Gov. Jan Brewer led a lively “pep rally” for Medicaid expansion at Tucson Medical Center this morning , drawing cheers, shouts of support and a standing ovation from about 250 local healthcare executives, business leaders and regular citizens.
Without the expansion, about 60,000 Arizonans now enrolled in Medicaid will immediately lose health coverage at the end of 2013, including including an estimated 5,000 cancer patients and 2,000 Arizonans with serious mental illness, state officials say. And hospitals and people with health insurance will end up shouldering the cost, Brewer said. She said the state would also lose out on millions of dollars in federal matching funds to cover healthcare.
“We cannot let that happen,” she said to loud applause. “And I know that we won’t.”
Medicaid is a federal insurance program for low income people that currently covers 1.3 million Arizonans. Many of the Arizona critics against the expansion are also opposed to the new federal health law. Some say Medicaid needs major reform and that expansion shouldn’t be done without an overhaul.
“Now, I am no big fan of the Affordable Care Act. In fact I led Arizona’s efforts to defeat it. But the question for Arizonans today is not whether the law should exist. It does. The Supreme Court upheld it,” Brewer said. “The question is whether we will take decisive action in a way that most benefits Arizona’s families, businesses and hospitals.”
The expansion got a significant boost last week when the Arizona Senate approved the plan, but it still needs support from the state House of Representatives. House Speaker Andy Tobin , a Republican from Yavapai County, has said he wants the expansion to be subject to voter approval, which the governor opposes.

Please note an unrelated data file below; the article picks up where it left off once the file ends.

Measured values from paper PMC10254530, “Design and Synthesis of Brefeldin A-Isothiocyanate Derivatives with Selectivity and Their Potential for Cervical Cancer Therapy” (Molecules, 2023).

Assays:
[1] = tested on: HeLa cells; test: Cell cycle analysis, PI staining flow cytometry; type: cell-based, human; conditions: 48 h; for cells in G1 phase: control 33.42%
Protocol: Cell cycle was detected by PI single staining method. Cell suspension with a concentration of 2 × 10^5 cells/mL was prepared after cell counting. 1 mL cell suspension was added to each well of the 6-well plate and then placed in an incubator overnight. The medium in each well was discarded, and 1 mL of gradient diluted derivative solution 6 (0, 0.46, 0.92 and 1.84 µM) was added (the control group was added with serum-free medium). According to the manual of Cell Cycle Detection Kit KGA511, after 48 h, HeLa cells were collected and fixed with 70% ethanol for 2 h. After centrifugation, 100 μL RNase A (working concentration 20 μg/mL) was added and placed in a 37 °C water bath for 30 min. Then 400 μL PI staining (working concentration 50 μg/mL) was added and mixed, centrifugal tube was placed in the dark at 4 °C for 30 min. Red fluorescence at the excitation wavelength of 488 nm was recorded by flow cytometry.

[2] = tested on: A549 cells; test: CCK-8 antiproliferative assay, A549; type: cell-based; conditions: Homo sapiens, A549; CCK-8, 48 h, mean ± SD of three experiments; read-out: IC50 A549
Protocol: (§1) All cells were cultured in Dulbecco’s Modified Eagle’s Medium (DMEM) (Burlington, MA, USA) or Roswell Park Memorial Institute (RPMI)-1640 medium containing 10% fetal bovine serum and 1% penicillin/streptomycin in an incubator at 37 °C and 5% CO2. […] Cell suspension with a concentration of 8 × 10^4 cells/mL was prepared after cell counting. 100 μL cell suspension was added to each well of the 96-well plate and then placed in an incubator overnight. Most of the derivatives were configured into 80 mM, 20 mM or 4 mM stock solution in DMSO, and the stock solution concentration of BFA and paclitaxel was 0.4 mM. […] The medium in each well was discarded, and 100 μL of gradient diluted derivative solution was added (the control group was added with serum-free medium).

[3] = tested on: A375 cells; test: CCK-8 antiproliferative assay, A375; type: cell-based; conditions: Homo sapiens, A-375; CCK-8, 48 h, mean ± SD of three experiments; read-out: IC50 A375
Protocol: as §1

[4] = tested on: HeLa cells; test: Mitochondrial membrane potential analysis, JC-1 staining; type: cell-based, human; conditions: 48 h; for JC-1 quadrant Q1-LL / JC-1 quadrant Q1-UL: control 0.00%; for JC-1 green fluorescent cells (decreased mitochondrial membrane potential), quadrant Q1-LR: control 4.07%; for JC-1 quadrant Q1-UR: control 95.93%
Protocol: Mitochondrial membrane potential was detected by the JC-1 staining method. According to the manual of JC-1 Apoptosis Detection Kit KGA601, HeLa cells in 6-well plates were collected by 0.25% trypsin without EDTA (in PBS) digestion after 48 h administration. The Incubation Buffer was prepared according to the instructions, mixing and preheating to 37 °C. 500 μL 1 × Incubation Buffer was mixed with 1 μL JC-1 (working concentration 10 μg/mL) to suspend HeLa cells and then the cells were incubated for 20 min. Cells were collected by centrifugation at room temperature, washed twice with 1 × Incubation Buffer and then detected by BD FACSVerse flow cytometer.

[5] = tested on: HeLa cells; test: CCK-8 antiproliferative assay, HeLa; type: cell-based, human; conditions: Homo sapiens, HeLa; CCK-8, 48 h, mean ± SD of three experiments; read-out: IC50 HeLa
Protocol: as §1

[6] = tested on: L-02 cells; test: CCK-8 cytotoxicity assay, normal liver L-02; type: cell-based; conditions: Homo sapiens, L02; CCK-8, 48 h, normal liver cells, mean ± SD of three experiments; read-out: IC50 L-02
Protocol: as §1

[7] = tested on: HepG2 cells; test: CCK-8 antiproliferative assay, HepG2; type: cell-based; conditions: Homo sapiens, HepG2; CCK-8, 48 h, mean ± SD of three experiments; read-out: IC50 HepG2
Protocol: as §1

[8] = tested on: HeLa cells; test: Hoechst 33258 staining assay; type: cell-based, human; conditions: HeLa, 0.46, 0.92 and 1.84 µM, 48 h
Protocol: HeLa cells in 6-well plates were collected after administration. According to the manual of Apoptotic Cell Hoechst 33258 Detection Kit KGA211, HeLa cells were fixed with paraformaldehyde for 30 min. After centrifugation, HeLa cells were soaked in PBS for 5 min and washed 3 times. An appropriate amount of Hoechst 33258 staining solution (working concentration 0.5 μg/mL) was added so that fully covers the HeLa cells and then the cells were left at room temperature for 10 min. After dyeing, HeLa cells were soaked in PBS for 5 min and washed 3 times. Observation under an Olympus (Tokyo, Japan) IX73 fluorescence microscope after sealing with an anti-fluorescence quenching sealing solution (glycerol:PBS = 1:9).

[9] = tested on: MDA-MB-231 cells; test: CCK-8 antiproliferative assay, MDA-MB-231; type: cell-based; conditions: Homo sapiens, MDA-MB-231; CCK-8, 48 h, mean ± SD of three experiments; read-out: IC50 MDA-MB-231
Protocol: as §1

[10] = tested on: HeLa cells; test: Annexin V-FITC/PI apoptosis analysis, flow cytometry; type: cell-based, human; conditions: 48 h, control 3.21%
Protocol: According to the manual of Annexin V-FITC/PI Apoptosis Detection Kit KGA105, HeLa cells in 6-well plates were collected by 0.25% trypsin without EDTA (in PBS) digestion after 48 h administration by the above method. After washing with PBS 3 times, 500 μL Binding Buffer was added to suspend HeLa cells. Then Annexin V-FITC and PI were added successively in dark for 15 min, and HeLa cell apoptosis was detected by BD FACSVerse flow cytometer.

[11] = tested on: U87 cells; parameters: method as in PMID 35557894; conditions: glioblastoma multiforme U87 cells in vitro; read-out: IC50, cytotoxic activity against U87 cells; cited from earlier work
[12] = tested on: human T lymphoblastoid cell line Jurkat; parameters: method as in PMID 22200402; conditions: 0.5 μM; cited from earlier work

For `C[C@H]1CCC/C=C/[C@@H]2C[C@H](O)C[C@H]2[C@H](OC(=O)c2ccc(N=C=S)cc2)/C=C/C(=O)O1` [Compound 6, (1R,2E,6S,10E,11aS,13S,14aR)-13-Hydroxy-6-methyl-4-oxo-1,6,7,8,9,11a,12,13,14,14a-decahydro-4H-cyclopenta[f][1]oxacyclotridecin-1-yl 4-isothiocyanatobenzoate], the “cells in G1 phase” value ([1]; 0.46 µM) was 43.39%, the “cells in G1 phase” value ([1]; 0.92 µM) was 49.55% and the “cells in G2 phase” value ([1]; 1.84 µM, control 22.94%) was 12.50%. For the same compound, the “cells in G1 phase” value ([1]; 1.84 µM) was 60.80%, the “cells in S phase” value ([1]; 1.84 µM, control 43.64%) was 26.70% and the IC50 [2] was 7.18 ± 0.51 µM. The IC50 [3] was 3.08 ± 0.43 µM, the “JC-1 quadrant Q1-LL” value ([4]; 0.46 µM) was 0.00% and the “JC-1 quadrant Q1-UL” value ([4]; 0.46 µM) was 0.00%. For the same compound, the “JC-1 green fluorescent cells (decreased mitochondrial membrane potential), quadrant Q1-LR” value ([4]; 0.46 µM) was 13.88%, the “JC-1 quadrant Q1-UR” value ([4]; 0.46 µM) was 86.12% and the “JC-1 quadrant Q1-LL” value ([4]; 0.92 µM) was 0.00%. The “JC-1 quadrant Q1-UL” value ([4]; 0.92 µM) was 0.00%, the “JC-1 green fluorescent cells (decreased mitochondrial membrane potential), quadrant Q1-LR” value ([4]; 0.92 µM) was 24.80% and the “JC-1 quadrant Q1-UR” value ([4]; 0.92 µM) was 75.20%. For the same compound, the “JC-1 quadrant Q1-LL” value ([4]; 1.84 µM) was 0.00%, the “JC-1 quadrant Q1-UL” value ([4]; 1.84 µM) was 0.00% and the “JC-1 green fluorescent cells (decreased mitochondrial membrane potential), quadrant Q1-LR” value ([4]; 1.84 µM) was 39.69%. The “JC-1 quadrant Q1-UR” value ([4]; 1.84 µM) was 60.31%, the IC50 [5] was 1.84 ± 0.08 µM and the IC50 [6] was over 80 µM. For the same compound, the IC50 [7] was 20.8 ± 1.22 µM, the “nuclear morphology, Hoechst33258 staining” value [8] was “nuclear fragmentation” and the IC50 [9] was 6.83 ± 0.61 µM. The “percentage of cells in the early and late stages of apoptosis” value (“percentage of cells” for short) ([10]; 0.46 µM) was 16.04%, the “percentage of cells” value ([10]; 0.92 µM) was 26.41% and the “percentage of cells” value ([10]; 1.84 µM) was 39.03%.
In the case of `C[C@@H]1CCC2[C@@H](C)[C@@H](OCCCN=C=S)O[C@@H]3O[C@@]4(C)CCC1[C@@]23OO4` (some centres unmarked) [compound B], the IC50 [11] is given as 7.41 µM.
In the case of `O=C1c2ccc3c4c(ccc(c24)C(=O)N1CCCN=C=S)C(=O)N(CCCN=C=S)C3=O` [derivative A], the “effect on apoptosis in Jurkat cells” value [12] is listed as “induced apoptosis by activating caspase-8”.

“Now we move to the House of Representatives and the road doesn’t get any easier,” Brewer said.
Expansion of Medicaid is one of the new healthcare law’s provisions. While the law calls for expanding Medicaid to people who earn up to 133 percent of the federal poverty level, the U.S. Supreme Court last year left the question of whether to expand Medicaid up to individual states.
The Arizona Legislature froze childless adults from enrolling in Medicaid in 2011 because of $2.5 billion in annual budget cuts to the program. Since then, the number of Arizona childless adults with Medicaid has shrunk by more than 60 percent, leaving about 240,000 childless adults in Arizona without health insurance. As a result, hospitals say their costs for bad debt and uncompensated care has skyrocketed.
With the federal matching funds, the state would be able to restore coverage to those 240,000 childless adults and continue coverage for about 60,000 others.
“These are Arizonans without health insurance who live day to day knowing they face disaster if they get sick, or if they are injured,” Brewer said.
In Arizona, Medicaid is available to people who earn up to 100 percent of the federal poverty level, which works out to an annual income of $19,530 for a family of three. Taking that cap up to 133 percent would work out to nearly $26,000 in income for a family of three.
The governor surprised many people earlier this year when she announced that she would support expanding Medicaid, a program that in Arizona is also called the Arizona Healthcare Cost Containment System or AHCCCS.
The expansion would cover an additional 57,000 Arizonans. But more significantly, the expansion would give what state officials say is enough federal matching funds to cover childless adults.
“Illness doesn’t wait until it’s convenient or when you save enough money to pay for medical care,” said Judy Rich , who is the president and chief executive officer of Tucson Medical Center. “Hospitals have served as a vital safety net as the state has struggled through our great recession. Now it’s time to invest in the health of our community, support Tucson and Arizona hospitals and the broader health safety net.”